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Independent on Sunday: Backing for pipeline ‘endangers whales’

By Amol Rajan

Two environmental groups have accused the British Government of covertly sponsoring Royal Dutch Shell’s Sakhalin-2 oil and gas project off east Russia, which they say is causing major environmental damage and threatening a rare species of whale.

WWF and The Corner House say the Government is seeking judicial review of what they claim is crucial financial support for a project which does not meet official standards on conservation.

Their criticism is focused on a decision by the Export Credit Guarantee Department (ECGD) in March 2004, just months after the beginning of the Sakhalin-2 development, to offer $1bn (£500m) in guarantees to the project to cover the work of two British sub-contractors.

The ECGD insists its offer of funding was subject to strict conditions, including an assessment of the environmental impact of any development. This was to be carried out by independent environmental consultants.

But WWF and The Corner House accuse the ECGD of in effect “giving the development a nod and a wink in signing a document that was legally binding”, and failing to hold a proper consultation about the likely impact of Sakhalin-2. The project, which started in January 2004, is now 86 per cent complete.

James Leaton, a policy adviser at WWF, said: “The ECGD separated the decision to make an offer from their environmental assessment. Why has it taken three years? In that time much of the development has already been done.” The World Conservation Union (IUCN) has heavily criticised the Sakhalin-2 project for its impact on the ecosystem off eastern Russia. The impact of noise on the western grey whale has been the subject of intense scrutiny. In July this year, an IUCN panel said it “finds Sakhalin Energy’s apparent decision to reject the noise criteria proposed in April 2007… extremely disappointing”. It expressed concern about the “cumulative effects of noise produced by ongoing industrial activities” on grey whales. Only about 120 whales are thought to remain.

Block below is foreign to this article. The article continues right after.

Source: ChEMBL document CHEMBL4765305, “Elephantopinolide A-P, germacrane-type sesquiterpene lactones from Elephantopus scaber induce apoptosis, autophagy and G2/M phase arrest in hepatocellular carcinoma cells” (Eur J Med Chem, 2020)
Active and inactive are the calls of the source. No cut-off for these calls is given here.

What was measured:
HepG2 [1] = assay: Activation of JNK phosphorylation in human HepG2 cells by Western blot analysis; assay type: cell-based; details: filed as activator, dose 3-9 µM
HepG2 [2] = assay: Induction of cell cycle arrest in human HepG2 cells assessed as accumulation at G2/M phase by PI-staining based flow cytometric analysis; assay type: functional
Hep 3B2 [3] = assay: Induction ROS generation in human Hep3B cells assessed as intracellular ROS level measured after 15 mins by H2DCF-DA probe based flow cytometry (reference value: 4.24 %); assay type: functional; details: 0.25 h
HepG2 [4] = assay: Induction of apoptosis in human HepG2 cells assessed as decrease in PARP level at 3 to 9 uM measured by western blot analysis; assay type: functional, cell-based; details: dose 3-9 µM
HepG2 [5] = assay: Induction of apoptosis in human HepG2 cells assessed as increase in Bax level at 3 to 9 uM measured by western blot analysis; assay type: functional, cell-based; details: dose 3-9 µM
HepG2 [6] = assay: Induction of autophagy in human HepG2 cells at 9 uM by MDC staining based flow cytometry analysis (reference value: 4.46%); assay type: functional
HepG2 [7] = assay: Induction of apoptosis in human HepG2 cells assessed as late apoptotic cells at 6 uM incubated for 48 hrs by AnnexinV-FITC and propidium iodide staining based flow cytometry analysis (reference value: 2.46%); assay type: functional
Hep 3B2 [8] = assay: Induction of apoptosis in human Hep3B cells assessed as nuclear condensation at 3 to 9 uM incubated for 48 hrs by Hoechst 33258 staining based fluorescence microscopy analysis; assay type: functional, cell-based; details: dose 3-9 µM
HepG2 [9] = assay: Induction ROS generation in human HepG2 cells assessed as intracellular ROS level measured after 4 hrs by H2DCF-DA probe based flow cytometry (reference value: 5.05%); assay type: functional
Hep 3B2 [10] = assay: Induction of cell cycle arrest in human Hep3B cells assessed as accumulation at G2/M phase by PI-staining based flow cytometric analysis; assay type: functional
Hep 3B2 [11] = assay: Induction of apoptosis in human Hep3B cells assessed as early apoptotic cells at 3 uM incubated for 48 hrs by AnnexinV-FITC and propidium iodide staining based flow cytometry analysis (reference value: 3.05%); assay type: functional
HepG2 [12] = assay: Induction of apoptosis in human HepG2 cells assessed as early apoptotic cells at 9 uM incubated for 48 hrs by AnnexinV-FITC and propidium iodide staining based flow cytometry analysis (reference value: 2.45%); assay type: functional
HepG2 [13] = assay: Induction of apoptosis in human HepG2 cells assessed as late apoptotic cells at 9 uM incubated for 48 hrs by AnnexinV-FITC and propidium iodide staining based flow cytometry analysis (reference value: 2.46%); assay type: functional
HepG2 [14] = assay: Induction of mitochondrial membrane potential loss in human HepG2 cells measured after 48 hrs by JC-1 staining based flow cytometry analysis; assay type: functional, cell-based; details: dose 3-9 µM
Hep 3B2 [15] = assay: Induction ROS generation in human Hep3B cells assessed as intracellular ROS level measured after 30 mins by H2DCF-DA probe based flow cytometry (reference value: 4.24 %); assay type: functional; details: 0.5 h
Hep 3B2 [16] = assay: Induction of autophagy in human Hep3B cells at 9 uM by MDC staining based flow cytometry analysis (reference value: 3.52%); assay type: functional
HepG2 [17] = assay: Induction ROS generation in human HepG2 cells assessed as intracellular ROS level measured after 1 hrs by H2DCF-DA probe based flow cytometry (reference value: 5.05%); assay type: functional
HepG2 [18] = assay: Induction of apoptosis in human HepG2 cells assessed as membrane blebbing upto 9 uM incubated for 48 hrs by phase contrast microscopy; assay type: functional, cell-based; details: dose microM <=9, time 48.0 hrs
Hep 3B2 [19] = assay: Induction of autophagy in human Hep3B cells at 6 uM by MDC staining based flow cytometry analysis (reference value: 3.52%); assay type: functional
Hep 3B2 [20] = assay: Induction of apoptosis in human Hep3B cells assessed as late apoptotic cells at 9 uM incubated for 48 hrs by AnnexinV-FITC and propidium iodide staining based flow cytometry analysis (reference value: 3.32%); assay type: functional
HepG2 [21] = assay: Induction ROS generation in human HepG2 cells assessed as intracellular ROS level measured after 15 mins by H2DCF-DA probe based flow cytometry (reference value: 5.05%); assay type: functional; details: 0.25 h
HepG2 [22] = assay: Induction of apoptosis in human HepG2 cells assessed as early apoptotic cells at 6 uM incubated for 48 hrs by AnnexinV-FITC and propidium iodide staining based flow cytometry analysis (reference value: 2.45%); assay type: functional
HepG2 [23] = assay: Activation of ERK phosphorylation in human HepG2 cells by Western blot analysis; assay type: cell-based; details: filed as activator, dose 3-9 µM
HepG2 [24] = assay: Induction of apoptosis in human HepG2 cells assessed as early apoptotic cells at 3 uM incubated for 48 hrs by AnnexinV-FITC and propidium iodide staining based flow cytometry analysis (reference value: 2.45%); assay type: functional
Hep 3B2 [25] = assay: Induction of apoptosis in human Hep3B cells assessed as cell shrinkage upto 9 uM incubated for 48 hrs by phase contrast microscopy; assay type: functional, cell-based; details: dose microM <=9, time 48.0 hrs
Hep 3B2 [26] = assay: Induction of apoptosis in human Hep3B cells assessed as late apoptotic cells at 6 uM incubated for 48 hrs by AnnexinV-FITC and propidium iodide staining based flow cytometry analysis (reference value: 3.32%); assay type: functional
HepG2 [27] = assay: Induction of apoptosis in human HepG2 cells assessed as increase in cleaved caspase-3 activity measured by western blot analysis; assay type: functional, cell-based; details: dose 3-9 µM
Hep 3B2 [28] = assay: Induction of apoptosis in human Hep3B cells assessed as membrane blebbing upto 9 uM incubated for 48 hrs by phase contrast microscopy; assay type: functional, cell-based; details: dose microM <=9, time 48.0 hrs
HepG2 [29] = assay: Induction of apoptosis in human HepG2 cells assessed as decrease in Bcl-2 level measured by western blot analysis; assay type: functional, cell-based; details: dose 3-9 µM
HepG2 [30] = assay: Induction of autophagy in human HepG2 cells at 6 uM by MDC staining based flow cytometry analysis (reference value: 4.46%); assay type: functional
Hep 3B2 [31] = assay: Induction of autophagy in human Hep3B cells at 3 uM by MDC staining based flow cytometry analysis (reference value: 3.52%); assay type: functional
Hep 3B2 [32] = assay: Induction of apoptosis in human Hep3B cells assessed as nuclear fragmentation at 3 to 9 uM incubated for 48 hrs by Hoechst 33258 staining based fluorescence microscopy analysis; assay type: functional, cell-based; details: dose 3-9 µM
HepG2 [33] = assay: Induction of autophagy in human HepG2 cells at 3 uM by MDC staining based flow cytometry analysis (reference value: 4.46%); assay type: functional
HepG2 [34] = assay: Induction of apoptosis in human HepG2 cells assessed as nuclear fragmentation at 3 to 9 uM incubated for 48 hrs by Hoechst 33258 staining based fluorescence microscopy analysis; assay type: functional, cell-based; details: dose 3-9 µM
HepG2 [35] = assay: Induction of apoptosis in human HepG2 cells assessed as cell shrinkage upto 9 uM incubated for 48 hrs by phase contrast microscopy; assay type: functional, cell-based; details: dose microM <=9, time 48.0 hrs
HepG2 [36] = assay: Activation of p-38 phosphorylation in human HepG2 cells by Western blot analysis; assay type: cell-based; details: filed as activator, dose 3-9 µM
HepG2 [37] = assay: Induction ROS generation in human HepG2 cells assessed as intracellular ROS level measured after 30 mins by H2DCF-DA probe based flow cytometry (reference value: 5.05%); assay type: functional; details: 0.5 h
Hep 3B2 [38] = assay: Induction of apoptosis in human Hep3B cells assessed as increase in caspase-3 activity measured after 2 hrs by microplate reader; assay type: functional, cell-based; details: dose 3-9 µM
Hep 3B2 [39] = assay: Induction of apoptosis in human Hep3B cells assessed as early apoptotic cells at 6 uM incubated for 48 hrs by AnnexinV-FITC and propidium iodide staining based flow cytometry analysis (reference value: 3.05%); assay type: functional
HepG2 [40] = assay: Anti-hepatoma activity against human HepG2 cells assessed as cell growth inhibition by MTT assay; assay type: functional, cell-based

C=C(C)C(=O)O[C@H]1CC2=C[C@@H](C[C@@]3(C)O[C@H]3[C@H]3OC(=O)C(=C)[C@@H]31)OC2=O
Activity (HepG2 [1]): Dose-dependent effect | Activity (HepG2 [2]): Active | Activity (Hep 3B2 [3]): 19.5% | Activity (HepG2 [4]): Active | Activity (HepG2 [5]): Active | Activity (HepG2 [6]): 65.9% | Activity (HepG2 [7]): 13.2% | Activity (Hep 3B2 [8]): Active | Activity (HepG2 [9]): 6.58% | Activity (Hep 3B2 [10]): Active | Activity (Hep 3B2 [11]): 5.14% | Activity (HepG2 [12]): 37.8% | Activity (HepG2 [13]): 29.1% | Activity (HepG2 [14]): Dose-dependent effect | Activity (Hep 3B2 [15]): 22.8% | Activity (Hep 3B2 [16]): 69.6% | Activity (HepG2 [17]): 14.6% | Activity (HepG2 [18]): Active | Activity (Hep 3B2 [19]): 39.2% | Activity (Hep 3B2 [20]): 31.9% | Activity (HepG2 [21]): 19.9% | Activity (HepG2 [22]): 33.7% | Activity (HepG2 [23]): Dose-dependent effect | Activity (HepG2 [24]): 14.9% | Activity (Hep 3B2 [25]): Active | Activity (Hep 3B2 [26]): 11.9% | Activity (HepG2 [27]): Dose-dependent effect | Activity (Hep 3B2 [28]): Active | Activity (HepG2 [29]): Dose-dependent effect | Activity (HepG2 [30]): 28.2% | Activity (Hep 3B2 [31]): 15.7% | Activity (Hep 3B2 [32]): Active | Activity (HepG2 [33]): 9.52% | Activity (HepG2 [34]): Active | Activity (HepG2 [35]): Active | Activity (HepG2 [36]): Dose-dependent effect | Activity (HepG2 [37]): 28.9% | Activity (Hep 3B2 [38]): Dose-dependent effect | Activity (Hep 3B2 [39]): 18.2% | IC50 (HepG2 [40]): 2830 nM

An ECGD spokesman said the campaigning groups’ claims “contained material inaccuracies and were misleading”. He added: “There is no specific time-scale on our independent environmental assessment. We have yet to make a decision about funding, and will only commit money if we are satisfied that our strict criteria are met”.

In a letter of 10 May 2004 obtained by The Independent, Elliot Morley MP, then environment minister, wrote to the Wildlife and Countryside Link, a consortium of conservation groups: “Let me reassure you the Government will only agree to support it [the development] if we are satisfied that, among other things, the best scientific advice is being followed and the risk to the whales is being minimised”.

Mr Leaton said: “The implication of that letter is that the Government was yet to give support to the development. The fact is, but for the ECGD’s March 2004 decision, the project may not have happened so quickly.” and its sister websites,,,,, and are all owned by John Donovan. There is also a Wikipedia article.

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